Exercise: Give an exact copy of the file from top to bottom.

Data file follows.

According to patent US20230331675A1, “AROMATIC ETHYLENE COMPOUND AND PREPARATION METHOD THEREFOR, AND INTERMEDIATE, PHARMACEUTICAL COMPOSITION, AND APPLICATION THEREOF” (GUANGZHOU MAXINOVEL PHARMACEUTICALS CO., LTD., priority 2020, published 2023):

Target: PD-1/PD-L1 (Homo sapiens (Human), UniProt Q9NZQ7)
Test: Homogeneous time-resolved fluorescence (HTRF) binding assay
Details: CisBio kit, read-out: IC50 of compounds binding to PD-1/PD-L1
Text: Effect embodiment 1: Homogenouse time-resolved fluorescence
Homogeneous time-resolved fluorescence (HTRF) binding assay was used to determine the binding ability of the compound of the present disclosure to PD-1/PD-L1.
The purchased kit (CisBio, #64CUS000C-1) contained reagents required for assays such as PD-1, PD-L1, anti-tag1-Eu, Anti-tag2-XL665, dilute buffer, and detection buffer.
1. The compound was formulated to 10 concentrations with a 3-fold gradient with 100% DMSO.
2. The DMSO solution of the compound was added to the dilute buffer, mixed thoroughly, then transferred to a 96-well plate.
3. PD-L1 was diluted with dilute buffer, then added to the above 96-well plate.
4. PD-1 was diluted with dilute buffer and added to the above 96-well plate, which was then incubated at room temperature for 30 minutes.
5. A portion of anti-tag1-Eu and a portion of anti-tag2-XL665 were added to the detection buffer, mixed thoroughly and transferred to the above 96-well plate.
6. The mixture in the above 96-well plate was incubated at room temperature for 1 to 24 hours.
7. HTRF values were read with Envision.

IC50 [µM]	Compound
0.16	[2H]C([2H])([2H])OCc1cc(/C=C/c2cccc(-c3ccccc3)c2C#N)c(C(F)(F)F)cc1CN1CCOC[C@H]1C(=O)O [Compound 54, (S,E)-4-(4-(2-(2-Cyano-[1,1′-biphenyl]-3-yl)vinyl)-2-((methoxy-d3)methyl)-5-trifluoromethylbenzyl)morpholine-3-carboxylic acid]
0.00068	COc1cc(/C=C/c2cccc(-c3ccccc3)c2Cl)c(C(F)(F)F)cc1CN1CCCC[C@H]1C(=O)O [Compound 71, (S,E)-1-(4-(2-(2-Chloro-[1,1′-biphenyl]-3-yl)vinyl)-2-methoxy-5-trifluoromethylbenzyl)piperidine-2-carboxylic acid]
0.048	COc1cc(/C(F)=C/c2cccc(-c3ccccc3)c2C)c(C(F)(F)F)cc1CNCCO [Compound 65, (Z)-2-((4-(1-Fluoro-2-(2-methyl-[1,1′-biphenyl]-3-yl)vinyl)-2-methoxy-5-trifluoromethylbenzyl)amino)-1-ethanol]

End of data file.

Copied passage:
According to patent US20230331675A1, “AROMATIC ETHYLENE COMPOUND AND PREPARATION METHOD THEREFOR, AND INTERMEDIATE, PHARMACEUTICAL COMPOSITION, AND APPLICATION THEREOF” (GUANGZHOU MAXINOVEL PHARMACEUTICALS CO., LTD., priority 2020, published 2023):

Target: PD-1/PD-L1 (Homo sapiens (Human), UniProt Q9NZQ7)
Test: Homogeneous time-resolved fluorescence (HTRF) binding assay
Details: CisBio kit, read-out: IC50 of compounds binding to PD-1/PD-L1
Text: Effect embodiment 1: Homogenouse time-resolved fluorescence
Homogeneous time-resolved fluorescence (HTRF) binding assay was used to determine the binding ability of the compound of the present disclosure to PD-1/PD-L1.
The purchased kit (CisBio, #64CUS000C-1) contained reagents required for assays such as PD-1, PD-L1, anti-tag1-Eu, Anti-tag2-XL665, dilute buffer, and detection buffer.
1. The compound was formulated to 10 concentrations with a 3-fold gradient with 100% DMSO.
2. The DMSO solution of the compound was added to the dilute buffer, mixed thoroughly, then transferred to a 96-well plate.
3. PD-L1 was diluted with dilute buffer, then added to the above 96-well plate.
4. PD-1 was diluted with dilute buffer and added to the above 96-well plate, which was then incubated at room temperature for 30 minutes.
5. A portion of anti-tag1-Eu and a portion of anti-tag2-XL665 were added to the detection buffer, mixed thoroughly and transferred to the above 96-well plate.
6. The mixture in the above 96-well plate was incubated at room temperature for 1 to 24 hours.
7. HTRF values were read with Envision.

IC50 [µM]	Compound
0.16	[2H]C([2H])([2H])OCc1cc(/C=C/c2cccc(-c3ccccc3)c2C#N)c(C(F)(F)F)cc1CN1CCOC[C@H]1C(=O)O [Compound 54, (S,E)-4-(4-(2-(2-Cyano-[1,1′-biphenyl]-3-yl)vinyl)-2-((methoxy-d3)methyl)-5-trifluoromethylbenzyl)morpholine-3-carboxylic acid]
0.00068	COc1cc(/C=C/c2cccc(-c3ccccc3)c2Cl)c(C(F)(F)F)cc1CN1CCCC[C@H]1C(=O)O [Compound 71, (S,E)-1-(4-(2-(2-Chloro-[1,1′-biphenyl]-3-yl)vinyl)-2-methoxy-5-trifluoromethylbenzyl)piperidine-2-carboxylic acid]
0.048	COc1cc(/C(F)=C/c2cccc(-c3ccccc3)c2C)c(C(F)(F)F)cc1CNCCO [Compound 65, (Z)-2-((4-(1-Fluoro-2-(2-methyl-[1,1′-biphenyl]-3-yl)vinyl)-2-methoxy-5-trifluoromethylbenzyl)amino)-1-ethanol]